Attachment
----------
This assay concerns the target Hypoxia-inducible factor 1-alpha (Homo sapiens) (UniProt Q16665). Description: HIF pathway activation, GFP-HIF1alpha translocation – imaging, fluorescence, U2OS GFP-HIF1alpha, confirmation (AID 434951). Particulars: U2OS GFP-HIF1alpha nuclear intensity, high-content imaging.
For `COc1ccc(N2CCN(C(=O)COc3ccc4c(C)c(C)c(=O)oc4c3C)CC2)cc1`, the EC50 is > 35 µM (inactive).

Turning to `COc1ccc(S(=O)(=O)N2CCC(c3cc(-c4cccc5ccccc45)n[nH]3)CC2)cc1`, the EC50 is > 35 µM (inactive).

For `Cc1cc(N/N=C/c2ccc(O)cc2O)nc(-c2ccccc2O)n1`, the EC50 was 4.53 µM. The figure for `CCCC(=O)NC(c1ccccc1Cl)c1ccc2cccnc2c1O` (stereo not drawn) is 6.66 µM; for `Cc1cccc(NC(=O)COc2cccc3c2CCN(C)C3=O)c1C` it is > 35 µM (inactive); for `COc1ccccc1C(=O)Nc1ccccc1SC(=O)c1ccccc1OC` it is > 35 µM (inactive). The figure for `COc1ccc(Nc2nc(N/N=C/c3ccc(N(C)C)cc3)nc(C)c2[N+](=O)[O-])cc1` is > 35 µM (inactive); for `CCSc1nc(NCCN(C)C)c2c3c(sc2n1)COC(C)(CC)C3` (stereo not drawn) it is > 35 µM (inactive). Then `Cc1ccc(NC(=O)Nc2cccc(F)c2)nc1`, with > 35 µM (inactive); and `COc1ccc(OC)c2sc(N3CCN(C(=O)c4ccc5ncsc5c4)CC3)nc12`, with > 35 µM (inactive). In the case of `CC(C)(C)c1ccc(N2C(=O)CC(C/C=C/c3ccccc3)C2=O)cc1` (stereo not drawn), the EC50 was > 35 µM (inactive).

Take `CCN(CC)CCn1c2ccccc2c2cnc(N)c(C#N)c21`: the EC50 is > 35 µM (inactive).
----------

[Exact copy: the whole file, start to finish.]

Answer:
This assay concerns the target Hypoxia-inducible factor 1-alpha (Homo sapiens) (UniProt Q16665). Description: HIF pathway activation, GFP-HIF1alpha translocation – imaging, fluorescence, U2OS GFP-HIF1alpha, confirmation (AID 434951). Particulars: U2OS GFP-HIF1alpha nuclear intensity, high-content imaging.
For `COc1ccc(N2CCN(C(=O)COc3ccc4c(C)c(C)c(=O)oc4c3C)CC2)cc1`, the EC50 is > 35 µM (inactive).

Turning to `COc1ccc(S(=O)(=O)N2CCC(c3cc(-c4cccc5ccccc45)n[nH]3)CC2)cc1`, the EC50 is > 35 µM (inactive).

For `Cc1cc(N/N=C/c2ccc(O)cc2O)nc(-c2ccccc2O)n1`, the EC50 was 4.53 µM. The figure for `CCCC(=O)NC(c1ccccc1Cl)c1ccc2cccnc2c1O` (stereo not drawn) is 6.66 µM; for `Cc1cccc(NC(=O)COc2cccc3c2CCN(C)C3=O)c1C` it is > 35 µM (inactive); for `COc1ccccc1C(=O)Nc1ccccc1SC(=O)c1ccccc1OC` it is > 35 µM (inactive). The figure for `COc1ccc(Nc2nc(N/N=C/c3ccc(N(C)C)cc3)nc(C)c2[N+](=O)[O-])cc1` is > 35 µM (inactive); for `CCSc1nc(NCCN(C)C)c2c3c(sc2n1)COC(C)(CC)C3` (stereo not drawn) it is > 35 µM (inactive). Then `Cc1ccc(NC(=O)Nc2cccc(F)c2)nc1`, with > 35 µM (inactive); and `COc1ccc(OC)c2sc(N3CCN(C(=O)c4ccc5ncsc5c4)CC3)nc12`, with > 35 µM (inactive). In the case of `CC(C)(C)c1ccc(N2C(=O)CC(C/C=C/c3ccccc3)C2=O)cc1` (stereo not drawn), the EC50 was > 35 µM (inactive).

Take `CCN(CC)CCn1c2ccccc2c2cnc(N)c(C#N)c21`: the EC50 is > 35 µM (inactive).